Reinecke's Harp Concerto in E minor, Op. 182, was written in 1884. It is scored for pairs of flutes, oboes, clarinets, bassoons, trumpets and timpani, with four horns, and strings. The first movement opens with horns and timpani, soon joined by strings and woodwind, as an important rhythmic motif is introduced. The harp enters with ascending arpeggios and the principal theme, dominated by the earlier rhythmic motif. There is a transition leading to the relative major key, providing a secondary theme of greater optimism. The material is further developed, before the return of the exposition in recapitulation, with a solo cadenza. The B major Adagio, the harp part written in the customary C flat major, a key of greater convenience to the player, allows the soloist to present the first theme, a hymn-like subject with rhythmic echoes of Beethoven that forms the principal substance of the movement. The Scherzo-Finale, emulating Liszt in its use of the triangle in this context and with a significant element for the trumpet, has the soloist entering with material very much in the mood of a scherzo, a theme that makes clear Reinecke's allegiance to his earlier mentors, to Mendelssohn and then, in later episodes, to Schumann.

The other two compositions by Reinecke included here belong to the last years of his life. The Flute Concerto in D major, Op. 283, is dated to 1908, followed by the final opus number given to the Ballade, Op. 288, for flute and orchestra. The first of these works is scored for pairs of flutes, oboes, clarinets, bassoons, trumpets and timpani, with four horns, varied percussion, and strings. The first movement opens with woodwind chords, over which the flute provides a brief introductory phrase. The principal theme is then heard from the first clarinet and violas, expanded by the clarinet and first violins before the entry of the solo flute. This leads to the solo version of the main theme, now in B major. This is further developed in virtuoso writing for the soloist, before the flute turns to the expressive second subject. The movement continues in the expected form, with development of the thematic material and display from the solo flute, until the whole orchestra joins in a recapitulation. The B minor slow movement, marked Lento e mesto, starts with the muffled notes of the timpani, together with ominous plucked notes from cellos and double basses. There are sustained chords from the French horns, before the entry of the soloist, accompanied by muted strings. A more dramatic orchestral passage is followed by a flute recitative and the return of a version of the main theme of the movement, which ends in a tranquil B major. Plucked strings accompany the first theme of the finale, heard from the clarinet, before the entry of the soloist with a more elaborate version of the same material. There is considerable scope for virtuoso display in what follows, with its contrasting thematic material, gradual increase in excitement, and Mendelssohnian deployment of orchestral forces.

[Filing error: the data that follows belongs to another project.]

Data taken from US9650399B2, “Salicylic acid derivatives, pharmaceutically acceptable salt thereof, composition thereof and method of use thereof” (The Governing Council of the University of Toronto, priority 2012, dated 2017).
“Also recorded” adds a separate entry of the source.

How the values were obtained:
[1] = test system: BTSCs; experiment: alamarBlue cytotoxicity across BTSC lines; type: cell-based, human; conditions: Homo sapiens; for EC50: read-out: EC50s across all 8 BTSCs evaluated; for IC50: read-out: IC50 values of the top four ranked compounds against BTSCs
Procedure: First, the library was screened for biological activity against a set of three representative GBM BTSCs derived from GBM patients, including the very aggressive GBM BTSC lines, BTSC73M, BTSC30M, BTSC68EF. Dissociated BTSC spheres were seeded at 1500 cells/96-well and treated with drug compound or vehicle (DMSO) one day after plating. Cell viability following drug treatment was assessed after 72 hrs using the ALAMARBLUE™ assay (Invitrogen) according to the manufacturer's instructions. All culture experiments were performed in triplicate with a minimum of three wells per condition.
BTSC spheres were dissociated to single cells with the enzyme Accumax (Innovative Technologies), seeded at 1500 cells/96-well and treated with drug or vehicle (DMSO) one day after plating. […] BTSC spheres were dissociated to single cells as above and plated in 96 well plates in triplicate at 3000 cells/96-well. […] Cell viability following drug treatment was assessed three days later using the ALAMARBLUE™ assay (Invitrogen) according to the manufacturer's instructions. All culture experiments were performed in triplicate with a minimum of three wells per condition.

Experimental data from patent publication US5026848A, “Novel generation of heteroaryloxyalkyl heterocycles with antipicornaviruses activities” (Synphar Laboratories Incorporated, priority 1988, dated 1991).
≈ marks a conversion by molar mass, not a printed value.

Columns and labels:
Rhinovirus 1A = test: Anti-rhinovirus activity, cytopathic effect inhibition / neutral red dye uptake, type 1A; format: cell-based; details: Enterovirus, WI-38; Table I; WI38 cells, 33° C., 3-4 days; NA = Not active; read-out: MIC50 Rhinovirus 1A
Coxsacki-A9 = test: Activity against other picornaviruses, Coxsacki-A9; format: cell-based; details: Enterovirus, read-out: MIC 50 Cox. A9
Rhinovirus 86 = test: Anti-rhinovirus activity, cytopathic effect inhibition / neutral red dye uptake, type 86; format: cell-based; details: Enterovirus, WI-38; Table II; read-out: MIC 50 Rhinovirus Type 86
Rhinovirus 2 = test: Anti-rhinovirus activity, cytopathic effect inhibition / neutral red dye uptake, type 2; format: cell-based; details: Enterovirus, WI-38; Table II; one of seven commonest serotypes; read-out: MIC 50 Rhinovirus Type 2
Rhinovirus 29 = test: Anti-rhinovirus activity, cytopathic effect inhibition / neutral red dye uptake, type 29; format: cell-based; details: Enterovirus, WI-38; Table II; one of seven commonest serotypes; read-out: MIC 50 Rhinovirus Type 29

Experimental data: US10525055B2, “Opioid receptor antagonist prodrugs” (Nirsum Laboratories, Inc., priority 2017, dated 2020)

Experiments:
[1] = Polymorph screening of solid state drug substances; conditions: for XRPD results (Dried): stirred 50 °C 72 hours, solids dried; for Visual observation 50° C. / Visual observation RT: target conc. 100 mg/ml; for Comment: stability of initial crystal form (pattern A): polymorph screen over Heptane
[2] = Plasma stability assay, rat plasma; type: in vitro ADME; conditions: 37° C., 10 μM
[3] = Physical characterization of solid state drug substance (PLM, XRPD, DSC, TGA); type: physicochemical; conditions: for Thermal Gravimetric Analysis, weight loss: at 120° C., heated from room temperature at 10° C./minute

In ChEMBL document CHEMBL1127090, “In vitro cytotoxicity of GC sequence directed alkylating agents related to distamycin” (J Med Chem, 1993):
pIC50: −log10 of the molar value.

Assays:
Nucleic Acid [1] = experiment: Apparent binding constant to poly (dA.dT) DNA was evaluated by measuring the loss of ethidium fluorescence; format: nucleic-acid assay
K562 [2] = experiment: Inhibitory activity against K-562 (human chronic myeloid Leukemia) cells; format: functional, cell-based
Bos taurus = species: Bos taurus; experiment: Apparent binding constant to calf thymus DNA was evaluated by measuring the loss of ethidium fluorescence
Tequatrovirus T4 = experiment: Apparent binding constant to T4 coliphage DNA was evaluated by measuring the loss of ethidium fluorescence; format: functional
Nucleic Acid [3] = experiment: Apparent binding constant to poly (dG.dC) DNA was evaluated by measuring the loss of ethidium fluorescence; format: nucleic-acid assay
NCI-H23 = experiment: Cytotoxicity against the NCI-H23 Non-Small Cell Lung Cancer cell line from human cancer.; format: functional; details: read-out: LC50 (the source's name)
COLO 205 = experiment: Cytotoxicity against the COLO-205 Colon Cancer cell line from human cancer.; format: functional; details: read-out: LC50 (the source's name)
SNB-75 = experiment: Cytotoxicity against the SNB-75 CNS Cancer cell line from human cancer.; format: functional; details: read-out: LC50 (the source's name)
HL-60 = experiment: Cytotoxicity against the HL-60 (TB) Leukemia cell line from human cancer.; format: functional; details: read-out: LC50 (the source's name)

Reinecke's Ballade, Op. 288, uses a title that suggests, at least, literary content. Marked Adagio initially, it starts in a sinister narrative D minor, before the entry of the solo flute. The following Allegro, at first in A minor, allows a show of agility in the scherzo-like figuration of the solo flute part. The opening Adagio returns, quickly modulating to the original key. The piece ends in a more optimistic D major.

Keith Anderson